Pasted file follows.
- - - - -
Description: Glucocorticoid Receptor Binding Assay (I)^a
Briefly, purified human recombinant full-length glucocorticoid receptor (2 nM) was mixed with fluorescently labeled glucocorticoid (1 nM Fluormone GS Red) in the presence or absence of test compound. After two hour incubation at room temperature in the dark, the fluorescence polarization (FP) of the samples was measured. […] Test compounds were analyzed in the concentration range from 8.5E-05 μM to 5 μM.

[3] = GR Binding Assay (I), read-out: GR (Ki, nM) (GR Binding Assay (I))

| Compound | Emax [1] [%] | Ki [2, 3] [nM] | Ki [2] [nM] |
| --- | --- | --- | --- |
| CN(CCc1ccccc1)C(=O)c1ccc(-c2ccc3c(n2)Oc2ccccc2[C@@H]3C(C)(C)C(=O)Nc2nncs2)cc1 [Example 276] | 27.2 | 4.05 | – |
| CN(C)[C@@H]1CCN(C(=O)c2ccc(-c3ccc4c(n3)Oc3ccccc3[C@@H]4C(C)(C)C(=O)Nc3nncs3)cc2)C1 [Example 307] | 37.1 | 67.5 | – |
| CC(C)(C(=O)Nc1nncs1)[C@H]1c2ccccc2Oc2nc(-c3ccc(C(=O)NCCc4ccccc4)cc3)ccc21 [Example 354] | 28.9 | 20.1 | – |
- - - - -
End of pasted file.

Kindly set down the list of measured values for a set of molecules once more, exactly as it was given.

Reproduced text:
Description: Glucocorticoid Receptor Binding Assay (I)^a
Briefly, purified human recombinant full-length glucocorticoid receptor (2 nM) was mixed with fluorescently labeled glucocorticoid (1 nM Fluormone GS Red) in the presence or absence of test compound. After two hour incubation at room temperature in the dark, the fluorescence polarization (FP) of the samples was measured. […] Test compounds were analyzed in the concentration range from 8.5E-05 μM to 5 μM.

[3] = GR Binding Assay (I), read-out: GR (Ki, nM) (GR Binding Assay (I))

| Compound | Emax [1] [%] | Ki [2, 3] [nM] | Ki [2] [nM] |
| --- | --- | --- | --- |
| CN(CCc1ccccc1)C(=O)c1ccc(-c2ccc3c(n2)Oc2ccccc2[C@@H]3C(C)(C)C(=O)Nc2nncs2)cc1 [Example 276] | 27.2 | 4.05 | – |
| CN(C)[C@@H]1CCN(C(=O)c2ccc(-c3ccc4c(n3)Oc3ccccc3[C@@H]4C(C)(C)C(=O)Nc3nncs3)cc2)C1 [Example 307] | 37.1 | 67.5 | – |
| CC(C)(C(=O)Nc1nncs1)[C@H]1c2ccccc2Oc2nc(-c3ccc(C(=O)NCCc4ccccc4)cc3)ccc21 [Example 354] | 28.9 | 20.1 | – |